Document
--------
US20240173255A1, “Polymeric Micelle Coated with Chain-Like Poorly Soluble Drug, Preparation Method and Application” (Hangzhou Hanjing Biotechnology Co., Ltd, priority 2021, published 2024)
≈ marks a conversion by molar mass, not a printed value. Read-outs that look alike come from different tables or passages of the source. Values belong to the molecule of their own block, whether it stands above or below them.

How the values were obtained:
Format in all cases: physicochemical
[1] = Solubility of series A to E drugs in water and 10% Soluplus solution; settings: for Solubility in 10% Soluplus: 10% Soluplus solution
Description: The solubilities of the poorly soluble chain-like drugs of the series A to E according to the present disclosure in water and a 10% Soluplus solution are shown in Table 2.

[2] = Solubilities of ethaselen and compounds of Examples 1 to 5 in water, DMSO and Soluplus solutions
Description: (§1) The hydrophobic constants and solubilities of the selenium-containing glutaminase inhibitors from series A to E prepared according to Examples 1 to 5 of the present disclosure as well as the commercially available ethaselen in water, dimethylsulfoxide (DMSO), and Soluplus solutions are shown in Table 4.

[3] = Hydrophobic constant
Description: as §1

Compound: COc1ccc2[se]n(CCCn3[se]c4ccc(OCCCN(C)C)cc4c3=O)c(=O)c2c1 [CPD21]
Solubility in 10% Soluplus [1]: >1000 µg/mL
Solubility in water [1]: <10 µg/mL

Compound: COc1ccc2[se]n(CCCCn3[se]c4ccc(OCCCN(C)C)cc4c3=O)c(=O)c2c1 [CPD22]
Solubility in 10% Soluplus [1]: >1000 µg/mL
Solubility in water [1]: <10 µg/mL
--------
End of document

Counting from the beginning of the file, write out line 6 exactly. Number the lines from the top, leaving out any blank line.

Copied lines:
Description: The solubilities of the poorly soluble chain-like drugs of the series A to E according to the present disclosure in water and a 10% Soluplus solution are shown in Table 2.